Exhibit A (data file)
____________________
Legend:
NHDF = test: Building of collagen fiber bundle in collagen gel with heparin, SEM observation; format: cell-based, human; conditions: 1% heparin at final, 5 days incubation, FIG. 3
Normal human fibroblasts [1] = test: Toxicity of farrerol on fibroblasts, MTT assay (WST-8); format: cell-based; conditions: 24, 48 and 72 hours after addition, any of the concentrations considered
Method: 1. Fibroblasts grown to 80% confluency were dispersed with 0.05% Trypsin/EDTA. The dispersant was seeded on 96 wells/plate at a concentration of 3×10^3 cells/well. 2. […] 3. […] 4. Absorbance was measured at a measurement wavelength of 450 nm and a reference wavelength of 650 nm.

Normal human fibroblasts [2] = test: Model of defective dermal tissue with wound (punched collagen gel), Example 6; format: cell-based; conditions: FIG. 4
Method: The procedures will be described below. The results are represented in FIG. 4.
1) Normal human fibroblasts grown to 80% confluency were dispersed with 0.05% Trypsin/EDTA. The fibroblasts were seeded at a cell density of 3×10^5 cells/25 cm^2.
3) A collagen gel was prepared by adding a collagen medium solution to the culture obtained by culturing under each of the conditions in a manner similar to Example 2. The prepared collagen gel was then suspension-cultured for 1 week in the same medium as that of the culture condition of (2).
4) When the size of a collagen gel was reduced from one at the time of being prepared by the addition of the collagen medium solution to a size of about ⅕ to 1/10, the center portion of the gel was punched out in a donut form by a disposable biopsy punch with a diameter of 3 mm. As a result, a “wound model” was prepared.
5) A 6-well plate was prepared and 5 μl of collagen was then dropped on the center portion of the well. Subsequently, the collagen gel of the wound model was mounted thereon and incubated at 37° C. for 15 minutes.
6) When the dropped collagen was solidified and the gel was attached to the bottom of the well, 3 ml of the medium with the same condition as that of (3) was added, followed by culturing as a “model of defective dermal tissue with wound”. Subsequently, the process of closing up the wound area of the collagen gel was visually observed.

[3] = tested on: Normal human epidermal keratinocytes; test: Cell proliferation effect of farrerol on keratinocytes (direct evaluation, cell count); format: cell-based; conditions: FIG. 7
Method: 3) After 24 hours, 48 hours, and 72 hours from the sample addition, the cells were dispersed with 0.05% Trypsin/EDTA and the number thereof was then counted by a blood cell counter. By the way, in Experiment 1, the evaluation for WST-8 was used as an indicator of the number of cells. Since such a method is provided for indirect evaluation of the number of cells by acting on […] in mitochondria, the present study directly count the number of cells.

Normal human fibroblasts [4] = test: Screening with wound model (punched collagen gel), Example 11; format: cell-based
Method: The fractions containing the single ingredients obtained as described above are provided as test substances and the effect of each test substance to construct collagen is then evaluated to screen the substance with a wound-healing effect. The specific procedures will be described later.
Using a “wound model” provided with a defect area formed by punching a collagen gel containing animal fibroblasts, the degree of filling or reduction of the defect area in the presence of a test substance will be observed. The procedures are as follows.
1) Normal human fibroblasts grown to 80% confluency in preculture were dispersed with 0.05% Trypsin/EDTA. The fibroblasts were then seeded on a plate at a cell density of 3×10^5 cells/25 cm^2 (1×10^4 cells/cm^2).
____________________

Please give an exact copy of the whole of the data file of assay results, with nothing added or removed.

Legend:
NHDF = test: Building of collagen fiber bundle in collagen gel with heparin, SEM observation; format: cell-based, human; conditions: 1% heparin at final, 5 days incubation, FIG. 3
Normal human fibroblasts [1] = test: Toxicity of farrerol on fibroblasts, MTT assay (WST-8); format: cell-based; conditions: 24, 48 and 72 hours after addition, any of the concentrations considered
Method: 1. Fibroblasts grown to 80% confluency were dispersed with 0.05% Trypsin/EDTA. The dispersant was seeded on 96 wells/plate at a concentration of 3×10^3 cells/well. 2. […] 3. […] 4. Absorbance was measured at a measurement wavelength of 450 nm and a reference wavelength of 650 nm.

Normal human fibroblasts [2] = test: Model of defective dermal tissue with wound (punched collagen gel), Example 6; format: cell-based; conditions: FIG. 4
Method: The procedures will be described below. The results are represented in FIG. 4.
1) Normal human fibroblasts grown to 80% confluency were dispersed with 0.05% Trypsin/EDTA. The fibroblasts were seeded at a cell density of 3×10^5 cells/25 cm^2.
3) A collagen gel was prepared by adding a collagen medium solution to the culture obtained by culturing under each of the conditions in a manner similar to Example 2. The prepared collagen gel was then suspension-cultured for 1 week in the same medium as that of the culture condition of (2).
4) When the size of a collagen gel was reduced from one at the time of being prepared by the addition of the collagen medium solution to a size of about ⅕ to 1/10, the center portion of the gel was punched out in a donut form by a disposable biopsy punch with a diameter of 3 mm. As a result, a “wound model” was prepared.
5) A 6-well plate was prepared and 5 μl of collagen was then dropped on the center portion of the well. Subsequently, the collagen gel of the wound model was mounted thereon and incubated at 37° C. for 15 minutes.
6) When the dropped collagen was solidified and the gel was attached to the bottom of the well, 3 ml of the medium with the same condition as that of (3) was added, followed by culturing as a “model of defective dermal tissue with wound”. Subsequently, the process of closing up the wound area of the collagen gel was visually observed.

[3] = tested on: Normal human epidermal keratinocytes; test: Cell proliferation effect of farrerol on keratinocytes (direct evaluation, cell count); format: cell-based; conditions: FIG. 7
Method: 3) After 24 hours, 48 hours, and 72 hours from the sample addition, the cells were dispersed with 0.05% Trypsin/EDTA and the number thereof was then counted by a blood cell counter. By the way, in Experiment 1, the evaluation for WST-8 was used as an indicator of the number of cells. Since such a method is provided for indirect evaluation of the number of cells by acting on […] in mitochondria, the present study directly count the number of cells.

Normal human fibroblasts [4] = test: Screening with wound model (punched collagen gel), Example 11; format: cell-based
Method: The fractions containing the single ingredients obtained as described above are provided as test substances and the effect of each test substance to construct collagen is then evaluated to screen the substance with a wound-healing effect. The specific procedures will be described later.
Using a “wound model” provided with a defect area formed by punching a collagen gel containing animal fibroblasts, the degree of filling or reduction of the defect area in the presence of a test substance will be observed. The procedures are as follows.
1) Normal human fibroblasts grown to 80% confluency in preculture were dispersed with 0.05% Trypsin/EDTA. The fibroblasts were then seeded on a plate at a cell density of 3×10^5 cells/25 cm^2 (1×10^4 cells/cm^2).